Six hundred participants break the silence of mental illness during SOS race

16th annual Race benefits Postpartum Resource Center of New York


It was impossible not to feel hopeful and inspired at Walker Beach in Brightwaters on Saturday, May 18, when over 600 people participated in 16th annual Sounds of Silence 5K Run/Walk and 10K Run.

All monies raised from the event benefit the Postpartum Resource Center of New York, a nonprofit organization that increases awareness and access to care for families at risk of or experiencing a perinatal mood and anxiety disorder (PMAD), including postpartum depression. The resource center accomplishes their mission by increasing education, screening, and treatment, as well as providing support programs and services, and training health care providers.

Sounds of Silence, a fundraising committee for the resource center, was created by sisters Lisa Mary Reilly and Erin Mascaro after Reilly experienced postpartum depression. The duo decided to make a difference after witnessing and experiencing the stigma surrounding mental illness firsthand, and the silent suffering that comes with it.

The annual Sounds of Silence 5K/10K Run/Walk was organized by both sisters until Reilly succumbed to depression in 2014. Despite the heartbreak, Mascaro continued organizing the race in Reilly’s honor, vowing to continue breaking and silence and celebrating her sister each and every day.

Tragically, the family endured another tragedy and heartbreak when Mascaro’s sister, Susanne, lost her battle with mental illness.

“We were left with the question, with all of our work and awareness of mental illness, how could this happen?” shared Mascaro. “Mental illness is silent; it does not discriminate against anyone. We were again reminded of the true meaning behind Sounds of Silence, and we are determined to increase the conversation of mental health awareness and connect families suffering from mental illness with the essential resources of The Postpartum Resource Center of NY.”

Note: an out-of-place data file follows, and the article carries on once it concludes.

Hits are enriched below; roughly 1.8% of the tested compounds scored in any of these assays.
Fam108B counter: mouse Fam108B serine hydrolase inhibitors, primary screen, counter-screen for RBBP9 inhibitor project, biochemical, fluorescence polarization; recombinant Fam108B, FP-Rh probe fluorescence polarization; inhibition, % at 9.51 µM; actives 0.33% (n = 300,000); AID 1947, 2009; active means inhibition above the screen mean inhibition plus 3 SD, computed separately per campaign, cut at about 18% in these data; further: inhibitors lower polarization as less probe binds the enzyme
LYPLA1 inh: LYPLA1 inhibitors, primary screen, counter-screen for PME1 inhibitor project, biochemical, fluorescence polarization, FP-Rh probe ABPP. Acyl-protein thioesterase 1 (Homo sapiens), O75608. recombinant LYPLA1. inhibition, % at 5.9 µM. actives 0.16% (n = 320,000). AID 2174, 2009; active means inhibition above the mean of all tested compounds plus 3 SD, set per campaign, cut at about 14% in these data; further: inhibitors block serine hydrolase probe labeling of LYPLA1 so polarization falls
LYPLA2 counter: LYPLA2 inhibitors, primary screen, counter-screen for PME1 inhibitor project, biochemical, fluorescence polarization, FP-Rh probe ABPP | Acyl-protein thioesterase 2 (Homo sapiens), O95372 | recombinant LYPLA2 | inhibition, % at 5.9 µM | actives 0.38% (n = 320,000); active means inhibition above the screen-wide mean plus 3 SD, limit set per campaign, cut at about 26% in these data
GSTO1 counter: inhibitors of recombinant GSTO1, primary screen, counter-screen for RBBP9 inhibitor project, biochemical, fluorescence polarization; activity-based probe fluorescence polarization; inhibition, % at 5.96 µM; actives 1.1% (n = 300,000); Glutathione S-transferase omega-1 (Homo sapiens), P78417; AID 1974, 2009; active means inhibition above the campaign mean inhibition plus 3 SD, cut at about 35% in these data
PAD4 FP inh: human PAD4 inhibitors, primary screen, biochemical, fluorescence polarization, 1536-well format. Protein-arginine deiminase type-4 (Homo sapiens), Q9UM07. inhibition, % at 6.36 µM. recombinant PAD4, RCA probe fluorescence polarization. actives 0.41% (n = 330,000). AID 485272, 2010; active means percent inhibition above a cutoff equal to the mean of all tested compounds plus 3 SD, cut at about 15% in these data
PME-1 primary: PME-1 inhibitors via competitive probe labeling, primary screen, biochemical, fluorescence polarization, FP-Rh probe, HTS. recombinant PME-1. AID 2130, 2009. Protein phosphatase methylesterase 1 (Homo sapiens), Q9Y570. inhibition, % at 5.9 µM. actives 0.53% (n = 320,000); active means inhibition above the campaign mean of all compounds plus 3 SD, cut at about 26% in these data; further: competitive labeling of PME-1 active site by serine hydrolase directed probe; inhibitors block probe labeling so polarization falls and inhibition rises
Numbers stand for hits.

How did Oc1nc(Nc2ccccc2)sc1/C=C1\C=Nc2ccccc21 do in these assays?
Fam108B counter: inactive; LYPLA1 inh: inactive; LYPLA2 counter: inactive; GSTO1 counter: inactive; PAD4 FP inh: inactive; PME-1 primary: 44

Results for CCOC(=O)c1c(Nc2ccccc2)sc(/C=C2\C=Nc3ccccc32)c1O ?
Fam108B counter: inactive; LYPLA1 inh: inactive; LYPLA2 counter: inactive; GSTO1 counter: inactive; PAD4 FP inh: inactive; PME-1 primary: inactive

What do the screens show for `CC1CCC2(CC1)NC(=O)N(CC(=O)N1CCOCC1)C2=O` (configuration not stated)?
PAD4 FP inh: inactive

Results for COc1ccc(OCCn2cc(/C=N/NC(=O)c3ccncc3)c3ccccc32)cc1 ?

Approximately 600 participants supported the cause Saturday morning, taking to the streets to break the silence of mental illness.

At Walker Beach, a DJ kept the spirits high as attendees pursued through a variety of raffle baskets and a $10,000 50/50, purchased custom SOS merchandise, and children enjoyed a crafts and face paint booth. The Postpartum Resource Center of New York also had an informational booth offering resources.

Participants had the options of a 5K Run/Walk, or a 10K run. Inspirational banners on the front lawns of Brightwaters homes on the race route reminded participants that they matter, their story matters, they are worth the work, and to always take care of themselves.

“Two years ago, I actually walked the course, and it is really moving to read all the banners as you move through the course,” added Brightwaters mayor John Valdini. “It is a really nice feel-good event for a worthy cause.”

In seeing the walkers and runners enthusiastically crossing the finish line, it was clear the race created an intimate connection of community, hope, and empowerment among all participants.

When asked about the event’s success and longevity over the past 16 races, Mascaro had an important message to share.

“The awareness of the event has been a success, but the work is never done. There is no finish line with mental illness; the struggle is ongoing for so many every day. Success in my mind is the conversation that comes during and after the event—continued connections, building a better community to combat the silence of postpartum depression and mental illness,” explained Mascaro. “Connecting families to the services of the Postpartum Resource Center of New York is essential, and if this event bridges that connection for one family, we made an impact.”


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